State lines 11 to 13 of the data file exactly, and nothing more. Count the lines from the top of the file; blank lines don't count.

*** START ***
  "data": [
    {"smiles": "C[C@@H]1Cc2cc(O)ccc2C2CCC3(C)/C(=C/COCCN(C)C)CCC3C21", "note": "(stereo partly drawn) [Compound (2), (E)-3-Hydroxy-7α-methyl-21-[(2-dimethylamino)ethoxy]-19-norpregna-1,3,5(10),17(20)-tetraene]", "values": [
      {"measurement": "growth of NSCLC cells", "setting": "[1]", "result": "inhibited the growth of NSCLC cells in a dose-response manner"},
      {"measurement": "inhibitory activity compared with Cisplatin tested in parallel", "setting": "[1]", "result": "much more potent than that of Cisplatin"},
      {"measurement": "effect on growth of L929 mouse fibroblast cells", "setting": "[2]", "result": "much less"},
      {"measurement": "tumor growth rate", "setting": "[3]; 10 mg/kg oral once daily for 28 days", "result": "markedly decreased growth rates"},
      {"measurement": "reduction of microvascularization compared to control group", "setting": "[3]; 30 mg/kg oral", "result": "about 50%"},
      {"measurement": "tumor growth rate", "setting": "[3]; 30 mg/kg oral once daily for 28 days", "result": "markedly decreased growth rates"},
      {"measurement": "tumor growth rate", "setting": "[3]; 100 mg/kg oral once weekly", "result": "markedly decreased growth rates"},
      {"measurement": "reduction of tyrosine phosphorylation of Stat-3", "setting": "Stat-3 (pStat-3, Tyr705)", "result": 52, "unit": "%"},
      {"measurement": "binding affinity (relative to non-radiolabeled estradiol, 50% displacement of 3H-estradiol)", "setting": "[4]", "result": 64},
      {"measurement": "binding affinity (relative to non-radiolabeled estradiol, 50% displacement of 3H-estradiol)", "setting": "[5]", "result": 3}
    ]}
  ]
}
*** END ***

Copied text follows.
      {"measurement": "binding affinity (relative to non-radiolabeled estradiol, 50% displacement of 3H-estradiol)", "setting": "[4]", "result": 64},
      {"measurement": "binding affinity (relative to non-radiolabeled estradiol, 50% displacement of 3H-estradiol)", "setting": "[5]", "result": 3}
    ]}